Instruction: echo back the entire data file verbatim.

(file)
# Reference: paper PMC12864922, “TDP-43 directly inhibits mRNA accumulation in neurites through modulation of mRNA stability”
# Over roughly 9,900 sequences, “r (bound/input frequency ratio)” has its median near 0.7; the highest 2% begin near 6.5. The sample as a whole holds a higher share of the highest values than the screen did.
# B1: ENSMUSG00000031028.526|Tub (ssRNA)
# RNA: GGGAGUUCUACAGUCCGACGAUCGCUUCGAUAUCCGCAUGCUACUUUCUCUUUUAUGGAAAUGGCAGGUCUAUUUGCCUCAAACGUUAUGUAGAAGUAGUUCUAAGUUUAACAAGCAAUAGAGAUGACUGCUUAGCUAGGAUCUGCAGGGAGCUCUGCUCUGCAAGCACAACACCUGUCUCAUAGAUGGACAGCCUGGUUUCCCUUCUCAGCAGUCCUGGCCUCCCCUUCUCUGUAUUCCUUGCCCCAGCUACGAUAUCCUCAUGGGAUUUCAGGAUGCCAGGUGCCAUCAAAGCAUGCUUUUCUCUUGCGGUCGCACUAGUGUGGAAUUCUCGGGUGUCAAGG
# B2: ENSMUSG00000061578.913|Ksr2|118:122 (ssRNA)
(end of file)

# Reference: paper PMC12864922, “TDP-43 directly inhibits mRNA accumulation in neurites through modulation of mRNA stability”
# Over roughly 9,900 sequences, “r (bound/input frequency ratio)” has its median near 0.7; the highest 2% begin near 6.5. The sample as a whole holds a higher share of the highest values than the screen did.
# B1: ENSMUSG00000031028.526|Tub (ssRNA)
# RNA: GGGAGUUCUACAGUCCGACGAUCGCUUCGAUAUCCGCAUGCUACUUUCUCUUUUAUGGAAAUGGCAGGUCUAUUUGCCUCAAACGUUAUGUAGAAGUAGUUCUAAGUUUAACAAGCAAUAGAGAUGACUGCUUAGCUAGGAUCUGCAGGGAGCUCUGCUCUGCAAGCACAACACCUGUCUCAUAGAUGGACAGCCUGGUUUCCCUUCUCAGCAGUCCUGGCCUCCCCUUCUCUGUAUUCCUUGCCCCAGCUACGAUAUCCUCAUGGGAUUUCAGGAUGCCAGGUGCCAUCAAAGCAUGCUUUUCUCUUGCGGUCGCACUAGUGUGGAAUUCUCGGGUGUCAAGG
# B2: ENSMUSG00000061578.913|Ksr2|118:122 (ssRNA)